It has been 11 years since development began on the HDMI format. Nowadays, HDMI has become a standard household item for High-Definition entertainment. Anything recent, audio and video related, is more than likely to contain a form of the HDMI connector whether it is an A, B, C, D, or E type of connector. The HDMI connection was originally designed to replace the DVI connection interface in favor of a smaller connector able to transmit audio signals also. Through the years, the HDMI standard has gone through many revisions. It all began with the original v1.0, which was released back in December of 2002, leading up to the most current HDMI 1.4, 1.4a, 1.4b. Each iteration of HDMI increased the bandwidth and capabilities of the connector.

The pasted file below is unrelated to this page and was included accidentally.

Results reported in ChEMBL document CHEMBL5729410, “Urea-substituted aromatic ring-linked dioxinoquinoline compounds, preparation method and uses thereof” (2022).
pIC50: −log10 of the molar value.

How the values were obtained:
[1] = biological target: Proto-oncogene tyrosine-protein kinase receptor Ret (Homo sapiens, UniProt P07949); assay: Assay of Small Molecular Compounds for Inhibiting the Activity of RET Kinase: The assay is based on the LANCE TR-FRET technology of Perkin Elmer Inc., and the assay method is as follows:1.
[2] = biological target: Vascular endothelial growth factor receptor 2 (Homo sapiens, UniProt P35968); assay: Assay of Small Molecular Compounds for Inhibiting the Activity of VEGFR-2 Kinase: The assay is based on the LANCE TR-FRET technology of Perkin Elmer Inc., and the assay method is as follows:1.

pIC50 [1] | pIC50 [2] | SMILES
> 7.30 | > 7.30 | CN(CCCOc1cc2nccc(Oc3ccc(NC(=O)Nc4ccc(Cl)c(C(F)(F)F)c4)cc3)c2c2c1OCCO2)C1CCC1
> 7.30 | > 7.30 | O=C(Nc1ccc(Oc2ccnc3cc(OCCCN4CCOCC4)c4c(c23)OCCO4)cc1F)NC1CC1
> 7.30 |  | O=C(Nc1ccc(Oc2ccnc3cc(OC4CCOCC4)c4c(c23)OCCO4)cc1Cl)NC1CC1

Most recently, a new revision of HDMI has been announced, HDMI 2.0. Before you start worrying whether you need to upgrade your home theater and cinema systems, don’t because HDMI v2.0 is completely backwards compatible. So don’t worry about switching out those old HDMI cables, they would still work. Now that all of that is out of the way, HDMI 2.0 brings a lot to the table. The bandwidth of the standard has been increased to 18Gbps, which allows room for many new features. In the video field, 4K resolution is now supported at 60 fps along with support for a 21:9 video aspect ratio. HDMI 2.0 also allows for simultaneous delivery of dual video streams and up to 4 simultaneous audio streams. This now leads up to the improvements in audio capabilities. The new standard allows for up to 32 audio channel support and up to a 1536kHz sample frequency for a truly immersive experience. Maybe this will soon allow for the Dolby Atmos system to reach us consumers.
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